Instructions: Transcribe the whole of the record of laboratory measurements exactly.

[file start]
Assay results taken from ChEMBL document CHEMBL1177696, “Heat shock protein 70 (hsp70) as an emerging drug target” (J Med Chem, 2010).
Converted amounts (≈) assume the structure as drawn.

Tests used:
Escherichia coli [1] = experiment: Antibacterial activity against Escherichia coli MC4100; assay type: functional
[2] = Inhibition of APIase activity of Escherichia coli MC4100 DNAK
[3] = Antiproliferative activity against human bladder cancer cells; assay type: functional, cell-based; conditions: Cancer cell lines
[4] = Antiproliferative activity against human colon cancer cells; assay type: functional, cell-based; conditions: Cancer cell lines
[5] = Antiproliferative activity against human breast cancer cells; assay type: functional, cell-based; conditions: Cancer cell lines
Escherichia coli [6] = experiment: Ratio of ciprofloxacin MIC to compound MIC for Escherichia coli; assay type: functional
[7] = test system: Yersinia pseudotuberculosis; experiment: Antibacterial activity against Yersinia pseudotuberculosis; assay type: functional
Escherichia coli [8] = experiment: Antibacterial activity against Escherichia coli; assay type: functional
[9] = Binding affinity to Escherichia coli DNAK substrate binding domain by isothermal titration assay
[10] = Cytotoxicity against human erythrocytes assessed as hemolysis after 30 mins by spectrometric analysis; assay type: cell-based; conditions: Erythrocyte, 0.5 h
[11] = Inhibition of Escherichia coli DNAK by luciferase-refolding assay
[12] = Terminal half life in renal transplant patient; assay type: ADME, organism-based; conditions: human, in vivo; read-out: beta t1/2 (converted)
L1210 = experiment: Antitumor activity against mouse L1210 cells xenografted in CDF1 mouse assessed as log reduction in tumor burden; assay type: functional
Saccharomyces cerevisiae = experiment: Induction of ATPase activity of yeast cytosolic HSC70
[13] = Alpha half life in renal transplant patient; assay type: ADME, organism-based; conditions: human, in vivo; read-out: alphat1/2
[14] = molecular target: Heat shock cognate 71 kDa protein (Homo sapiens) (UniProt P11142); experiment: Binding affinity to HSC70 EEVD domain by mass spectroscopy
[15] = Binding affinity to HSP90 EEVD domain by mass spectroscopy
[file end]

Assay results taken from ChEMBL document CHEMBL1177696, “Heat shock protein 70 (hsp70) as an emerging drug target” (J Med Chem, 2010).
Converted amounts (≈) assume the structure as drawn.

Tests used:
Escherichia coli [1] = experiment: Antibacterial activity against Escherichia coli MC4100; assay type: functional
[2] = Inhibition of APIase activity of Escherichia coli MC4100 DNAK
[3] = Antiproliferative activity against human bladder cancer cells; assay type: functional, cell-based; conditions: Cancer cell lines
[4] = Antiproliferative activity against human colon cancer cells; assay type: functional, cell-based; conditions: Cancer cell lines
[5] = Antiproliferative activity against human breast cancer cells; assay type: functional, cell-based; conditions: Cancer cell lines
Escherichia coli [6] = experiment: Ratio of ciprofloxacin MIC to compound MIC for Escherichia coli; assay type: functional
[7] = test system: Yersinia pseudotuberculosis; experiment: Antibacterial activity against Yersinia pseudotuberculosis; assay type: functional
Escherichia coli [8] = experiment: Antibacterial activity against Escherichia coli; assay type: functional
[9] = Binding affinity to Escherichia coli DNAK substrate binding domain by isothermal titration assay
[10] = Cytotoxicity against human erythrocytes assessed as hemolysis after 30 mins by spectrometric analysis; assay type: cell-based; conditions: Erythrocyte, 0.5 h
[11] = Inhibition of Escherichia coli DNAK by luciferase-refolding assay
[12] = Terminal half life in renal transplant patient; assay type: ADME, organism-based; conditions: human, in vivo; read-out: beta t1/2 (converted)
L1210 = experiment: Antitumor activity against mouse L1210 cells xenografted in CDF1 mouse assessed as log reduction in tumor burden; assay type: functional
Saccharomyces cerevisiae = experiment: Induction of ATPase activity of yeast cytosolic HSC70
[13] = Alpha half life in renal transplant patient; assay type: ADME, organism-based; conditions: human, in vivo; read-out: alphat1/2
[14] = molecular target: Heat shock cognate 71 kDa protein (Homo sapiens) (UniProt P11142); experiment: Binding affinity to HSC70 EEVD domain by mass spectroscopy
[15] = Binding affinity to HSP90 EEVD domain by mass spectroscopy